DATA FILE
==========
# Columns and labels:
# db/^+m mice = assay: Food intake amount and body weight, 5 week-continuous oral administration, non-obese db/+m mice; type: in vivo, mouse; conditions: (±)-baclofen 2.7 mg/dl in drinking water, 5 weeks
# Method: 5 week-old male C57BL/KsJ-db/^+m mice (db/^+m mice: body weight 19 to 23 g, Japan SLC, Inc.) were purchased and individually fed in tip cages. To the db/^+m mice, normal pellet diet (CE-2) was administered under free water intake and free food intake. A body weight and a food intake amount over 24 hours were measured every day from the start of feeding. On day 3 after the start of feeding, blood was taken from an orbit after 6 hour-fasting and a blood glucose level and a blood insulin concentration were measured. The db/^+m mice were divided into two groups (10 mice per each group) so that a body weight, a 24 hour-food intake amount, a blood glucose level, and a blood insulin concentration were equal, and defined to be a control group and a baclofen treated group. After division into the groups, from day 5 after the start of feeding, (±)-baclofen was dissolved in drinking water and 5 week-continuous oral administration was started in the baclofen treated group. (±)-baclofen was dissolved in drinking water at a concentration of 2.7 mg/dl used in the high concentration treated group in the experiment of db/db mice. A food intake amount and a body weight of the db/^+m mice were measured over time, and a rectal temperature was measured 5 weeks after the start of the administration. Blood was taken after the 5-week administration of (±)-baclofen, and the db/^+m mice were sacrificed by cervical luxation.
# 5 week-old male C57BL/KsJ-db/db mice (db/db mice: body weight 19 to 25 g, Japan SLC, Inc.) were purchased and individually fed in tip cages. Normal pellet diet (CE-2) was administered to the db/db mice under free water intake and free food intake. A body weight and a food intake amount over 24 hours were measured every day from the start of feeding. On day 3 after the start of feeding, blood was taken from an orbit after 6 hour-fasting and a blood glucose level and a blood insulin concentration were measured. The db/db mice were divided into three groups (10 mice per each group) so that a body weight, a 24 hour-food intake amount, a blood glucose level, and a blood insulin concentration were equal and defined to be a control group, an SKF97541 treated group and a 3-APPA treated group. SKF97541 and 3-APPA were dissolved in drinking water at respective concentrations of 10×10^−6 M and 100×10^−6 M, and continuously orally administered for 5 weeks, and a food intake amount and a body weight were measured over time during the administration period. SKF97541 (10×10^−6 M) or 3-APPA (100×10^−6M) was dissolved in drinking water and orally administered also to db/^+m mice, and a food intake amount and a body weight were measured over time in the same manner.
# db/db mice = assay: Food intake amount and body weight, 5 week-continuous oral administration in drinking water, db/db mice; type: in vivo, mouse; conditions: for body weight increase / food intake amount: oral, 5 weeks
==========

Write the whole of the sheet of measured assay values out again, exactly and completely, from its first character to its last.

# Columns and labels:
# db/^+m mice = assay: Food intake amount and body weight, 5 week-continuous oral administration, non-obese db/+m mice; type: in vivo, mouse; conditions: (±)-baclofen 2.7 mg/dl in drinking water, 5 weeks
# Method: 5 week-old male C57BL/KsJ-db/^+m mice (db/^+m mice: body weight 19 to 23 g, Japan SLC, Inc.) were purchased and individually fed in tip cages. To the db/^+m mice, normal pellet diet (CE-2) was administered under free water intake and free food intake. A body weight and a food intake amount over 24 hours were measured every day from the start of feeding. On day 3 after the start of feeding, blood was taken from an orbit after 6 hour-fasting and a blood glucose level and a blood insulin concentration were measured. The db/^+m mice were divided into two groups (10 mice per each group) so that a body weight, a 24 hour-food intake amount, a blood glucose level, and a blood insulin concentration were equal, and defined to be a control group and a baclofen treated group. After division into the groups, from day 5 after the start of feeding, (±)-baclofen was dissolved in drinking water and 5 week-continuous oral administration was started in the baclofen treated group. (±)-baclofen was dissolved in drinking water at a concentration of 2.7 mg/dl used in the high concentration treated group in the experiment of db/db mice. A food intake amount and a body weight of the db/^+m mice were measured over time, and a rectal temperature was measured 5 weeks after the start of the administration. Blood was taken after the 5-week administration of (±)-baclofen, and the db/^+m mice were sacrificed by cervical luxation.
# 5 week-old male C57BL/KsJ-db/db mice (db/db mice: body weight 19 to 25 g, Japan SLC, Inc.) were purchased and individually fed in tip cages. Normal pellet diet (CE-2) was administered to the db/db mice under free water intake and free food intake. A body weight and a food intake amount over 24 hours were measured every day from the start of feeding. On day 3 after the start of feeding, blood was taken from an orbit after 6 hour-fasting and a blood glucose level and a blood insulin concentration were measured. The db/db mice were divided into three groups (10 mice per each group) so that a body weight, a 24 hour-food intake amount, a blood glucose level, and a blood insulin concentration were equal and defined to be a control group, an SKF97541 treated group and a 3-APPA treated group. SKF97541 and 3-APPA were dissolved in drinking water at respective concentrations of 10×10^−6 M and 100×10^−6 M, and continuously orally administered for 5 weeks, and a food intake amount and a body weight were measured over time during the administration period. SKF97541 (10×10^−6 M) or 3-APPA (100×10^−6M) was dissolved in drinking water and orally administered also to db/^+m mice, and a food intake amount and a body weight were measured over time in the same manner.
# db/db mice = assay: Food intake amount and body weight, 5 week-continuous oral administration in drinking water, db/db mice; type: in vivo, mouse; conditions: for body weight increase / food intake amount: oral, 5 weeks